That’s why a former reality TV show host became president, and a former cage-fighting commentator became the top podcaster in America. We are paying a significant price for the lack of gatekeepers — and the resulting surfeit of ignoramuses — in both our politics and our media.

My whole kitchen crew is on quarantine...

except me, my supervisor and 1 dishwasher. That's 8 people out, our whole night crew and half our day people. One person tested positive on Tuesday and another on Wednesday. They will all be getting sick hours from the covid relief fund. Here's the kicker though... the reason me, my supervisor and that one dishwasher (from Tibet btw) are still working? We are the only 3 who were vaxxed and boosted (and asymptomatic). I have burned down my sick hours (even some vacation hours) because of lack of daycare or being super cautious about household members having any symptoms. I feel like I'm being punished for being responsible. I have an unvaccinated toddler at home... and speaking of which he is demanding my attention. Not sure where i'm going with this... except that i've been disgruntled about this all day and needed to vent. Also i have a slight tickle in my throat and damned if that isn't slightly worrying.

We need a National Referendum on Abortion.

I'd like to know how much the will of the people will be subverted by this conservative SC! I would think close to 70% of this country favors Abortion rights... maybe more. Other than the vote for President, why don't we ever have referenda? Is there a "state's rights" law against it or something?

Concise psycho social analysis...

poached from a dKos thread:

"Embarrassment, guilt, and shame, assume normal emotional responses and normal moral frameworks.

Trump’s inner circle is a narcissist/sociopath symbiosis: a powerful narcissist (Trump) surrounded by sociopaths (Miller, Manafort, Stone, etc.). They feed off each others pathologies.

McMoscow isn’t a narcissist or sociopath as far as I can observe, he’s just “merely” the pinnacle and paradigm of corruption.

Sociopaths and corrupt actors have this in common:

They have no morals.

The GOP has become the locus and epicenter of moral nihilism in America, and the “normalization” of moral nihilism.

This is actually deeply troubling to a lot of people on the Republican side of the fence, but they “go along to get along,” just as the proverbial “good Germans” did in the early Nazi era, until it was too late to get out.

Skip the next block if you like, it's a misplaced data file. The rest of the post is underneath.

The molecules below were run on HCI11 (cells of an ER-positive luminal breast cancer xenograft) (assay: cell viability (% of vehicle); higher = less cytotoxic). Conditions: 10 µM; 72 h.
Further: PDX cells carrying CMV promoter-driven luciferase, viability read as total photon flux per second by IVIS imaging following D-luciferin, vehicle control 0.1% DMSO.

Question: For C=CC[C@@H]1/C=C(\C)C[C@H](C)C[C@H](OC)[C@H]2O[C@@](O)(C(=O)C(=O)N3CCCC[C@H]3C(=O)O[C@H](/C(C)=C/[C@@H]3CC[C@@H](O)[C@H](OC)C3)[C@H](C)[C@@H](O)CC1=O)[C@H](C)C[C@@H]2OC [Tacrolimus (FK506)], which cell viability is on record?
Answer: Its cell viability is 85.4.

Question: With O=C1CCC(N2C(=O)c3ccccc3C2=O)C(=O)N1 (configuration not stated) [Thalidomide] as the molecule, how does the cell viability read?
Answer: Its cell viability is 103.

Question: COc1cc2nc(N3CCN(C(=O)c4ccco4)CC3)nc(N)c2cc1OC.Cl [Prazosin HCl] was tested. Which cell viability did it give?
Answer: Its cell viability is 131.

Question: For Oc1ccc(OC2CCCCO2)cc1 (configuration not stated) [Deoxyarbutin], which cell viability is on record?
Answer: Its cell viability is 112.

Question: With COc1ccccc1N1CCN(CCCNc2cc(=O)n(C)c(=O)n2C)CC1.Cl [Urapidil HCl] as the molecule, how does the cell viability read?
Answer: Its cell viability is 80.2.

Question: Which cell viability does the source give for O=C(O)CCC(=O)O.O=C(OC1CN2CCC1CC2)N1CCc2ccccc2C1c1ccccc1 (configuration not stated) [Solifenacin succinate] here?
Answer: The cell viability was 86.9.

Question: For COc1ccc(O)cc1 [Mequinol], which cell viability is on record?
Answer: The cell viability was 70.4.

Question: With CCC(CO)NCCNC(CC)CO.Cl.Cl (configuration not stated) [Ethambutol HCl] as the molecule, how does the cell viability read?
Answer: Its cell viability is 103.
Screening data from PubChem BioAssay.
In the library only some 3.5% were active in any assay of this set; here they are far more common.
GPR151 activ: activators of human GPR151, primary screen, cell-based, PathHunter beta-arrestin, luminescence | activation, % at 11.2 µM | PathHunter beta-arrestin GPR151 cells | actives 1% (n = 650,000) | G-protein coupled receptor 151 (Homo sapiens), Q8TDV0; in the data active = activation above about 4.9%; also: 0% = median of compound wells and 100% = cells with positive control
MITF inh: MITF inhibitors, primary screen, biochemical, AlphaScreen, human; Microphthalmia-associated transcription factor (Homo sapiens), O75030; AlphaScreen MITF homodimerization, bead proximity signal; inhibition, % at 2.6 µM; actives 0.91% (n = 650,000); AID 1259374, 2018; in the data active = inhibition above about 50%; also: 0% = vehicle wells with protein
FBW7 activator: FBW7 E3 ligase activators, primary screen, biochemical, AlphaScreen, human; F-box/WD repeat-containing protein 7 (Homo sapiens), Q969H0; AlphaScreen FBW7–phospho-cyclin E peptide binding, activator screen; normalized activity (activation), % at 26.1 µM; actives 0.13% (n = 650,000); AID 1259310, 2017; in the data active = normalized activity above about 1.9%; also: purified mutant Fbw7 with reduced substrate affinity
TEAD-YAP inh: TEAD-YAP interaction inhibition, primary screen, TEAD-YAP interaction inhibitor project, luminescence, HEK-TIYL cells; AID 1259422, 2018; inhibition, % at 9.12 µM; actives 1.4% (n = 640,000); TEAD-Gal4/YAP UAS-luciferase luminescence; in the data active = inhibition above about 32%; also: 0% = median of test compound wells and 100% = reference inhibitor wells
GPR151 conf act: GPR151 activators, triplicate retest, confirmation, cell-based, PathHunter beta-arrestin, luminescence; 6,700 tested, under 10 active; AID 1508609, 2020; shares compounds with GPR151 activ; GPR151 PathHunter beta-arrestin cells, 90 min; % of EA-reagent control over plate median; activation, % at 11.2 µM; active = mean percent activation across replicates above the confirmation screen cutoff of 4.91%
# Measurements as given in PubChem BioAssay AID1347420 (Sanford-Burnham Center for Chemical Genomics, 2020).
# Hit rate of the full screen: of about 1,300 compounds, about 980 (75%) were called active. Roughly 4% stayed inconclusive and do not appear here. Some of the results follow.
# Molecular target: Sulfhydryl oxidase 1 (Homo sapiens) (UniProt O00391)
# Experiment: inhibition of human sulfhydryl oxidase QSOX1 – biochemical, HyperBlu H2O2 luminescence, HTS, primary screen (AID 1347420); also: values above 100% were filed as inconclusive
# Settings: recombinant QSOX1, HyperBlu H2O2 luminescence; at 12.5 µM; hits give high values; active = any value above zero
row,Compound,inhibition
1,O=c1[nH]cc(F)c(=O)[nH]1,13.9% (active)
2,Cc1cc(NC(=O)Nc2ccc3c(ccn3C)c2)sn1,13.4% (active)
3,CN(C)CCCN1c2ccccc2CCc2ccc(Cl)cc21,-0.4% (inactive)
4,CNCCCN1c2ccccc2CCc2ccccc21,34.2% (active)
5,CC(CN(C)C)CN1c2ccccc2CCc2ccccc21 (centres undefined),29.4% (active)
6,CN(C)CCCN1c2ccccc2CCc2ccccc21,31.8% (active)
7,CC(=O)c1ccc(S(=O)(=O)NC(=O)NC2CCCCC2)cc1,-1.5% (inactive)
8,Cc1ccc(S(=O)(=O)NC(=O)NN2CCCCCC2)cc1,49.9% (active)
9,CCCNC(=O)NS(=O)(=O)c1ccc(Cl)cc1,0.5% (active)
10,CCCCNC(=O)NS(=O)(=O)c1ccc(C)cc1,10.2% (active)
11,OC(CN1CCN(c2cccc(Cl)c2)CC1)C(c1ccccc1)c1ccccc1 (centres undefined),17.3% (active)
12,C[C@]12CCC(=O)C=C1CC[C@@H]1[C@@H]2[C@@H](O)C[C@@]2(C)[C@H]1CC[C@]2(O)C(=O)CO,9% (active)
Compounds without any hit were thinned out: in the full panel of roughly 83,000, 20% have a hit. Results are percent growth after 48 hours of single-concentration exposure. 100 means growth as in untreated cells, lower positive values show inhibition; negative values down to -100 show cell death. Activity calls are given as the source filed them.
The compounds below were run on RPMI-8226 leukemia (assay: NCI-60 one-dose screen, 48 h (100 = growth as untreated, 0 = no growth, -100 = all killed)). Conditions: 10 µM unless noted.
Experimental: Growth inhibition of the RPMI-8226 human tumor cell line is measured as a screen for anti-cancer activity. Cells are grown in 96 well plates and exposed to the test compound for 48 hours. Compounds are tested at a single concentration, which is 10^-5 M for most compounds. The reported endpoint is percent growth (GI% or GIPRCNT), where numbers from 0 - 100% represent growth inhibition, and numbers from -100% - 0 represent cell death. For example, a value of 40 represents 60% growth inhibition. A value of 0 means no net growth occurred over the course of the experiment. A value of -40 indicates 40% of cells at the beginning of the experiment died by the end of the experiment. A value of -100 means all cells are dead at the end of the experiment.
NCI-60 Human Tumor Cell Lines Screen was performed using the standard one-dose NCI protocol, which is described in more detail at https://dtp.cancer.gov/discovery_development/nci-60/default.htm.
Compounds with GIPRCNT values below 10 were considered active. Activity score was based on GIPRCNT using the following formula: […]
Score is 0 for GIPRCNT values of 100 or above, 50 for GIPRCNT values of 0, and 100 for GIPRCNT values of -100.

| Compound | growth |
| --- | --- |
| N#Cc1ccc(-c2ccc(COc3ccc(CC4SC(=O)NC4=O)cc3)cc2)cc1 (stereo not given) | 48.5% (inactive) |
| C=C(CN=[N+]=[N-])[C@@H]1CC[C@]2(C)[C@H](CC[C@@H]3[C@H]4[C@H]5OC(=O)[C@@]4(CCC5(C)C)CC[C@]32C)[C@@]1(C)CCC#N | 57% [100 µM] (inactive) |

If we start making serious noise about moral values, we could reach a lot of those voters and further energize a lot of our own voters."

Full thread here:

I would argue that we need to "make serious noise" about the current ABROGATION of moral values... or DISDAIN of them even. We've already been making noise about their hypocritical morals.

Perennial Vegetables Are a Solution in the Fight Against Hunger and Climate Change


Perennial agriculture—including agroforestry, silvopasture, and the development of perennial row crops such as Kernza—has come to prominence in recent years as an important part of the fights against soil erosion and climate change. Not only do perennial plants develop longer, more stabilizing roots than annual crops, but they’ve also been shown to be key to sequestering carbon in the soil.

Now, a new study in the journal PLoS ONE is pointing to vegetables like the ones in Auerbach’s garden as another important addition to the list. The perennial vegetables most people are familiar with are artichokes or asparagus, but the study expands that list, providing a detailed nutritional analysis of 613 species and a full accounting of their potential to pull carbon from the atmosphere.

“Greater adoption of a wider array of perennial vegetables could help to address some of the central, interlocking issues of the 21st century: climate change, biodiversity, and nutrition,” wrote lead study author Eric Toensmeier, a lecturer at Yale University, a senior fellow at Project Drawdown, and author of the Carbon Farming Solution, in the report’s introduction.

Real interesting stuff. I've been pecking away at a Permie garden for a few years... but this stuff is finally getting some scientific recognition. Admittedly, some plants have been a taste or yield fail, but some have been delightful!